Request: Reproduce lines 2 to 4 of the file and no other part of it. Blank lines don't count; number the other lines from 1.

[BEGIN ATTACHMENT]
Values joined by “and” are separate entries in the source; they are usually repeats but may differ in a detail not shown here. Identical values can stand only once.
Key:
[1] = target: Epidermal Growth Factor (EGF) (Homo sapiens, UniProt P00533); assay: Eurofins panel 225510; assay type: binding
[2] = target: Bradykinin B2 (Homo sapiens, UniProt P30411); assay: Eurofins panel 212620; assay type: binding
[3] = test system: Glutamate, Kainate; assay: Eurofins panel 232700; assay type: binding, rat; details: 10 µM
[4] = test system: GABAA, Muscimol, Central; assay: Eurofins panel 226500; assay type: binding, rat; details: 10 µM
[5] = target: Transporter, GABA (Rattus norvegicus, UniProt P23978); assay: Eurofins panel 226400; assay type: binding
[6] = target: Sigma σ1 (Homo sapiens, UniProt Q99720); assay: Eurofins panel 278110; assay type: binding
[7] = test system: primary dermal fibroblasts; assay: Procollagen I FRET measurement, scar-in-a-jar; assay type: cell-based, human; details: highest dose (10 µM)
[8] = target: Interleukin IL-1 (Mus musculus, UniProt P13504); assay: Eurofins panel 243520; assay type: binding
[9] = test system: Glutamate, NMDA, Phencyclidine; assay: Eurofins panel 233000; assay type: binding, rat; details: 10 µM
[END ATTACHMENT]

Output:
Key:
[1] = target: Epidermal Growth Factor (EGF) (Homo sapiens, UniProt P00533); assay: Eurofins panel 225510; assay type: binding
[2] = target: Bradykinin B2 (Homo sapiens, UniProt P30411); assay: Eurofins panel 212620; assay type: binding